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Declining Bering Sea ice linked to increasing wildfire hazard in northeast China

Declining Bering Sea ice increasing wildfire hazard in northeast China
Schematic diagram of the effect of Bering Sea ice decline on wildfire occurrence in northeast China. Credit: Geophysical Research Letters (2023). DOI: 10.1029/2023GL105931

China has been making strides in recent years to reduce air pollution, including fitting filters in coal-fired power stations to remove sulfur dioxide from emissions, a molecule that reacts with other compounds in the atmosphere to form polluting particulates. The country's Air Pollution Control Act also aims to tackle pollution from manufacturing, vehicles and agriculture, alongside intending to become carbon neutral by 2060.

However, in contrast to this, the northeast of China (120°E–135°E and 40°N–50°N) has experienced an upsurge in polluting emissions from natural and anthropogenic-induced wildfires and the resulting biomass burning over the last decade, accounting for approximately 60% of total burned area in the country. This region possesses some of the greatest and most diverse tree coverage in China, meaning it is a critical natural ecosystem and resource under threat.

The cause of these wildfires is the focus of new research published in Geophysical Research Letters, which links a decline in sea ice moving from the Arctic to the Bering Sea, north Pacific Ocean (160°E–158°W, 53°N–66°N), to increased occurrence of fires during boreal spring (March, April and May).

Guanyu Liu and colleagues from Peking University, China, used alongside real observational data to understand this link and identify fire hazard intensification as this pattern amplifies with continued . The research team used meteorological data from the past 40 years to understand weather changes conducive to wildfire events, alongside data of smoke concentrations and fire radiative power.

Modeling identified a one-month lag between disruption to Bering Sea ice and the presence of wildfires, which the scientists suggest may be impacted by ice albedo feedbacks. This occurs when from the sun is either reflected by "white" ice, or absorbed by the surrounding comparatively "dark" sea water. In the latter case, this causes the ambient environment to warm, resulting in further melting of sea ice and absorption of solar radiation, generating a feedback loop that continuously progresses the decline of sea ice.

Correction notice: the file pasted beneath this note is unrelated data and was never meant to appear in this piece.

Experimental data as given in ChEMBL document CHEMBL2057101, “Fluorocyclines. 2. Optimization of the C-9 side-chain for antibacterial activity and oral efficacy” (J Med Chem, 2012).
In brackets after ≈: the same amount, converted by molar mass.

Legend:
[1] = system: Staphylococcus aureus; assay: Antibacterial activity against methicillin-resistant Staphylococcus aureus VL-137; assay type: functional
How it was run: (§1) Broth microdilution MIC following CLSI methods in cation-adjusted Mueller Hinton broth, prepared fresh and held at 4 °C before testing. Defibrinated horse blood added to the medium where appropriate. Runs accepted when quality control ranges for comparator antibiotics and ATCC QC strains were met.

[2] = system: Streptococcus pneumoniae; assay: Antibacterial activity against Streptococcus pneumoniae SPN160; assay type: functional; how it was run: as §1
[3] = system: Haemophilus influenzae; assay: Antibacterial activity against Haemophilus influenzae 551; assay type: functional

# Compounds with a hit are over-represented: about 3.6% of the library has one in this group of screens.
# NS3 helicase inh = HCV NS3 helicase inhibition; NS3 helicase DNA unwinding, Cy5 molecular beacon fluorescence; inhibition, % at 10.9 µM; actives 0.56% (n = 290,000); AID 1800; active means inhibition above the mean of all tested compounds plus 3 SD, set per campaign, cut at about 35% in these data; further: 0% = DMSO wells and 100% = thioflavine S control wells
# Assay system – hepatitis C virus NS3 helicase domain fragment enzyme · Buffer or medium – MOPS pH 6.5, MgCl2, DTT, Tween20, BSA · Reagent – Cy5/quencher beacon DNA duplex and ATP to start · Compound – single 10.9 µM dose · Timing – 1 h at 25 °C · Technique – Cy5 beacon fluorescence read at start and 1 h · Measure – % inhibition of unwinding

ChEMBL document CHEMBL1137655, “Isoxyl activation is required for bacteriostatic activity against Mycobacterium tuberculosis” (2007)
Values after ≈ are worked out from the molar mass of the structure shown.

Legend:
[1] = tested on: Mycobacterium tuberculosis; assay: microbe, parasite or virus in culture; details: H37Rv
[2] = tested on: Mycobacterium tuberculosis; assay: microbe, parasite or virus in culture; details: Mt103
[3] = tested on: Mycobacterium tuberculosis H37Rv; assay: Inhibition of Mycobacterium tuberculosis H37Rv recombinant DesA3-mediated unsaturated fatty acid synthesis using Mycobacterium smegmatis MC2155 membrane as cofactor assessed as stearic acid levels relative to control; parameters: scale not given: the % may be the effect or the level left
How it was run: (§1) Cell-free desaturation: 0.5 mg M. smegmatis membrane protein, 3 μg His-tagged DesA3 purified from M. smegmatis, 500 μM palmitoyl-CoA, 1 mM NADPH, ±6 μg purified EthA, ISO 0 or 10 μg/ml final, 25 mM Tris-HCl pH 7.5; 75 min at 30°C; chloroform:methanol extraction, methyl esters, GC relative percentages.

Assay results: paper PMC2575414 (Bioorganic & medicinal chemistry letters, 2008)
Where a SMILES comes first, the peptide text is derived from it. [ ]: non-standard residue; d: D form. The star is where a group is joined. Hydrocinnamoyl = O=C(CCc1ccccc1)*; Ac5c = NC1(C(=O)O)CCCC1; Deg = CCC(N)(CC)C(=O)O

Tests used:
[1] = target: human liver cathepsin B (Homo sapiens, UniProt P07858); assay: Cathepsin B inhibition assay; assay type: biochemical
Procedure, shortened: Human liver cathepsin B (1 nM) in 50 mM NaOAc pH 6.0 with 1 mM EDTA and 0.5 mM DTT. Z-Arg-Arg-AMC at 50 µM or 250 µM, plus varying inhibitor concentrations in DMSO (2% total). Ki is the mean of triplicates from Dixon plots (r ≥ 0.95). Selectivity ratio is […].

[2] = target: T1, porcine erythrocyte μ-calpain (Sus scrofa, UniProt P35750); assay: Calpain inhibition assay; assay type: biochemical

Declining Bering Sea ice increasing wildfire hazard in northeast China
Predictions of Bering Sea ice concentration decline (a) and northeast China wildfire increase (b) under different radiative forcing climate scenarios up to 2100. Credit: Geophysical Research Letters (2023). DOI: 10.1029/2023GL105931

A weakened temperature gradient between the Arctic and lower latitudes encourages a reduced polar and subtropical jet stream and consequently weakened (the change in horizontal wind direction/speed with height). Thus, this reduces vertical atmospheric convection above northeast China, making the formation of clouds less likely, and therefore the possibility of precipitation.

In the computed experiments, Liu and colleagues found that sea ice decline during winter leads to decreased precipitation and in northeast China, affected by unusual higher-speed northwesterly wind patterns and the formation of high-pressure centers with downward-directed airflow. As such, they suggest this creates a tinderbox of hot, dry conditions ready to ignite at any moment and spread rapidly via strong wind regimes.

Such conditions are further exacerbated by global-scale climate patterns, such as the El-Niño Southern Oscillation and Pacific Decadal Oscillation, atmosphere-ocean interactions impacted by sea surface temperature in the Pacific Ocean. Both of these climate oscillations encourage drought during their warm positive phases and therefore heighten the potential for wildfire occurrence.

Translating this knowledge to future predictions under the most extreme climate scenario of Shared Socioeconomic Pathway 8.5 (SSP585), where radiative forcing increases by 8.5W/m2 by 2100, the research team identified a clear pattern of continued Bering Sea ice decline and the occurrence of more wildfires in northeast China. For the lower radiative forcing of 7W/m2 (SSP370), occurrence was still higher than what has occurred over historical measurements, but the pattern is less distinct for the lowest radiative forcings of 2.67W/m2 (SSP126) and 4.57W/m2 (SSP245).

With Arctic sea ice concentration predicted to disappear entirely during summer months by the 2050s, the likelihood of more frequent and damaging wildfires is an ever-pressing issue that requires management strategies to be implemented as soon as possible, no matter the level of climate change forcing.

More information: Guanyu Liu et al, Increasing Fire Weather Potential Over Northeast China Linked to Declining Bering Sea Ice, Geophysical Research Letters (2023). DOI: 10.1029/2023GL105931

Journal information: Geophysical Research Letters

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Citation: Declining Bering Sea ice linked to increasing wildfire hazard in northeast China (2023, October 24) retrieved 22 February 2024 from
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